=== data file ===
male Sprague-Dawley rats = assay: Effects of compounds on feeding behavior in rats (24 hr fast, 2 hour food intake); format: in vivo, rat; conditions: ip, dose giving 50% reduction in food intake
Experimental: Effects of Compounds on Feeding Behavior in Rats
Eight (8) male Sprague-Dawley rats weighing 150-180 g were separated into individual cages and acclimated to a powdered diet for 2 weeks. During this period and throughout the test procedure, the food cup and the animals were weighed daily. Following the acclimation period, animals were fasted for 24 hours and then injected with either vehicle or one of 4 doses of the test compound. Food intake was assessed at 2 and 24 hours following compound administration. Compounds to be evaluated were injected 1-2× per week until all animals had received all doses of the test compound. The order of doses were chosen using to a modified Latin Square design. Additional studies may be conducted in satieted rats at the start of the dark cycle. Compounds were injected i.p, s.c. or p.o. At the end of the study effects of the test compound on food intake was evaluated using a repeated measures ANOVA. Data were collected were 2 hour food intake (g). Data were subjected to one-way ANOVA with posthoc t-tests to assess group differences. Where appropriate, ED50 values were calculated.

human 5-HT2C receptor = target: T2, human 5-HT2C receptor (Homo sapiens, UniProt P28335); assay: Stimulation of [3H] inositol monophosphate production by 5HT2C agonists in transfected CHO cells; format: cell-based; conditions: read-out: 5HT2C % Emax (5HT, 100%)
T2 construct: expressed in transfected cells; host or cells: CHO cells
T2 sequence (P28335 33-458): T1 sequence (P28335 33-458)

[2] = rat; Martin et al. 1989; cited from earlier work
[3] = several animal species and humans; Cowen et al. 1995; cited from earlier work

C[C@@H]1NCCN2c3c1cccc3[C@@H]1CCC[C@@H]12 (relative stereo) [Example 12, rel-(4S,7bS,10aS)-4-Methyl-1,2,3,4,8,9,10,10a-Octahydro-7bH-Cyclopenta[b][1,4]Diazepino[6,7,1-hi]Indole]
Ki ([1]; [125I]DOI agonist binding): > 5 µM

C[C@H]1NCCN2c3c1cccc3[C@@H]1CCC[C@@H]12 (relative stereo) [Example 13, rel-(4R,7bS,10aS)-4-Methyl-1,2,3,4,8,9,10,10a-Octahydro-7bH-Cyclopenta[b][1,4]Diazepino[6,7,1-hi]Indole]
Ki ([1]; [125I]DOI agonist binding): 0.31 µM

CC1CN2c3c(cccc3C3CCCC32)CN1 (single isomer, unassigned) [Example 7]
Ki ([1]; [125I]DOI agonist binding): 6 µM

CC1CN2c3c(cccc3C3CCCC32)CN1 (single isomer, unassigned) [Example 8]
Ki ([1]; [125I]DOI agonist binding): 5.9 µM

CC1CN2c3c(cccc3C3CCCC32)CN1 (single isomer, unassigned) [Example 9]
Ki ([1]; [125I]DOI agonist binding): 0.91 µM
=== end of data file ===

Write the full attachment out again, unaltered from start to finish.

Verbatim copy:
male Sprague-Dawley rats = assay: Effects of compounds on feeding behavior in rats (24 hr fast, 2 hour food intake); format: in vivo, rat; conditions: ip, dose giving 50% reduction in food intake
Experimental: Effects of Compounds on Feeding Behavior in Rats
Eight (8) male Sprague-Dawley rats weighing 150-180 g were separated into individual cages and acclimated to a powdered diet for 2 weeks. During this period and throughout the test procedure, the food cup and the animals were weighed daily. Following the acclimation period, animals were fasted for 24 hours and then injected with either vehicle or one of 4 doses of the test compound. Food intake was assessed at 2 and 24 hours following compound administration. Compounds to be evaluated were injected 1-2× per week until all animals had received all doses of the test compound. The order of doses were chosen using to a modified Latin Square design. Additional studies may be conducted in satieted rats at the start of the dark cycle. Compounds were injected i.p, s.c. or p.o. At the end of the study effects of the test compound on food intake was evaluated using a repeated measures ANOVA. Data were collected were 2 hour food intake (g). Data were subjected to one-way ANOVA with posthoc t-tests to assess group differences. Where appropriate, ED50 values were calculated.

human 5-HT2C receptor = target: T2, human 5-HT2C receptor (Homo sapiens, UniProt P28335); assay: Stimulation of [3H] inositol monophosphate production by 5HT2C agonists in transfected CHO cells; format: cell-based; conditions: read-out: 5HT2C % Emax (5HT, 100%)
T2 construct: expressed in transfected cells; host or cells: CHO cells
T2 sequence (P28335 33-458): T1 sequence (P28335 33-458)

[2] = rat; Martin et al. 1989; cited from earlier work
[3] = several animal species and humans; Cowen et al. 1995; cited from earlier work

C[C@@H]1NCCN2c3c1cccc3[C@@H]1CCC[C@@H]12 (relative stereo) [Example 12, rel-(4S,7bS,10aS)-4-Methyl-1,2,3,4,8,9,10,10a-Octahydro-7bH-Cyclopenta[b][1,4]Diazepino[6,7,1-hi]Indole]
Ki ([1]; [125I]DOI agonist binding): > 5 µM

C[C@H]1NCCN2c3c1cccc3[C@@H]1CCC[C@@H]12 (relative stereo) [Example 13, rel-(4R,7bS,10aS)-4-Methyl-1,2,3,4,8,9,10,10a-Octahydro-7bH-Cyclopenta[b][1,4]Diazepino[6,7,1-hi]Indole]
Ki ([1]; [125I]DOI agonist binding): 0.31 µM

CC1CN2c3c(cccc3C3CCCC32)CN1 (single isomer, unassigned) [Example 7]
Ki ([1]; [125I]DOI agonist binding): 6 µM

CC1CN2c3c(cccc3C3CCCC32)CN1 (single isomer, unassigned) [Example 8]
Ki ([1]; [125I]DOI agonist binding): 5.9 µM

CC1CN2c3c(cccc3C3CCCC32)CN1 (single isomer, unassigned) [Example 9]
Ki ([1]; [125I]DOI agonist binding): 0.91 µM